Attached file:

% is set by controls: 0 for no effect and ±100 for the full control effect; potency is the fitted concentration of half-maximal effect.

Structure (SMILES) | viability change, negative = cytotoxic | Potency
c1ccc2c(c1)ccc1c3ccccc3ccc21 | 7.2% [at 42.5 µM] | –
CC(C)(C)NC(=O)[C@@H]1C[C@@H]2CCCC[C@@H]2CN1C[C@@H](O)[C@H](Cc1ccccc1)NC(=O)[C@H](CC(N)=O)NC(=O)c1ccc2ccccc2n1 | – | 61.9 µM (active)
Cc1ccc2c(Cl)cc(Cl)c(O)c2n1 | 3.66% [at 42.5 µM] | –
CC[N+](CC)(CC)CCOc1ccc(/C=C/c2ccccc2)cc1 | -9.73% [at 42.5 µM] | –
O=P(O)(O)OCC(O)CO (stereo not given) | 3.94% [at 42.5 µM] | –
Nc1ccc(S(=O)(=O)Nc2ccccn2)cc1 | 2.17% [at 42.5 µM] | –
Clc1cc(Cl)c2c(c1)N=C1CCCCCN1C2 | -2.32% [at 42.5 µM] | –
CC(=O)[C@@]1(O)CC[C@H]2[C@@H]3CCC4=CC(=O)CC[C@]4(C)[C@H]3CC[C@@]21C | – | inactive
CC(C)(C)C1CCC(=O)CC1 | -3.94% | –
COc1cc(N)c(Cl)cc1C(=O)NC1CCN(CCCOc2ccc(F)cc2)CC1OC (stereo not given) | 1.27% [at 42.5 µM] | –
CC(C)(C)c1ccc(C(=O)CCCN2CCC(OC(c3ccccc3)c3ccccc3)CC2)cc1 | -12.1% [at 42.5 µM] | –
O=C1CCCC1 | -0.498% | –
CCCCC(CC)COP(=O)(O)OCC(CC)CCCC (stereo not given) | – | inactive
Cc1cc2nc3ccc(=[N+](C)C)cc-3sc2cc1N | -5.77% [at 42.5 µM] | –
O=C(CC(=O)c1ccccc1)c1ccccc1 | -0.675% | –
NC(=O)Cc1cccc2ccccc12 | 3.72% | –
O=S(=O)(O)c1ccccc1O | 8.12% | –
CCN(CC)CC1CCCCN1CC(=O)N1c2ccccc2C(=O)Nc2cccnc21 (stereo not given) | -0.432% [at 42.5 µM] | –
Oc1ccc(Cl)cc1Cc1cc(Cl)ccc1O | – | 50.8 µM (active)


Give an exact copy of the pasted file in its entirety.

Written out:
% is set by controls: 0 for no effect and ±100 for the full control effect; potency is the fitted concentration of half-maximal effect.

Structure (SMILES) | viability change, negative = cytotoxic | Potency
c1ccc2c(c1)ccc1c3ccccc3ccc21 | 7.2% [at 42.5 µM] | –
CC(C)(C)NC(=O)[C@@H]1C[C@@H]2CCCC[C@@H]2CN1C[C@@H](O)[C@H](Cc1ccccc1)NC(=O)[C@H](CC(N)=O)NC(=O)c1ccc2ccccc2n1 | – | 61.9 µM (active)
Cc1ccc2c(Cl)cc(Cl)c(O)c2n1 | 3.66% [at 42.5 µM] | –
CC[N+](CC)(CC)CCOc1ccc(/C=C/c2ccccc2)cc1 | -9.73% [at 42.5 µM] | –
O=P(O)(O)OCC(O)CO (stereo not given) | 3.94% [at 42.5 µM] | –
Nc1ccc(S(=O)(=O)Nc2ccccn2)cc1 | 2.17% [at 42.5 µM] | –
Clc1cc(Cl)c2c(c1)N=C1CCCCCN1C2 | -2.32% [at 42.5 µM] | –
CC(=O)[C@@]1(O)CC[C@H]2[C@@H]3CCC4=CC(=O)CC[C@]4(C)[C@H]3CC[C@@]21C | – | inactive
CC(C)(C)C1CCC(=O)CC1 | -3.94% | –
COc1cc(N)c(Cl)cc1C(=O)NC1CCN(CCCOc2ccc(F)cc2)CC1OC (stereo not given) | 1.27% [at 42.5 µM] | –
CC(C)(C)c1ccc(C(=O)CCCN2CCC(OC(c3ccccc3)c3ccccc3)CC2)cc1 | -12.1% [at 42.5 µM] | –
O=C1CCCC1 | -0.498% | –
CCCCC(CC)COP(=O)(O)OCC(CC)CCCC (stereo not given) | – | inactive
Cc1cc2nc3ccc(=[N+](C)C)cc-3sc2cc1N | -5.77% [at 42.5 µM] | –
O=C(CC(=O)c1ccccc1)c1ccccc1 | -0.675% | –
NC(=O)Cc1cccc2ccccc12 | 3.72% | –
O=S(=O)(O)c1ccccc1O | 8.12% | –
CCN(CC)CC1CCCCN1CC(=O)N1c2ccccc2C(=O)Nc2cccnc21 (stereo not given) | -0.432% [at 42.5 µM] | –
Oc1ccc(Cl)cc1Cc1cc(Cl)ccc1O | – | 50.8 µM (active)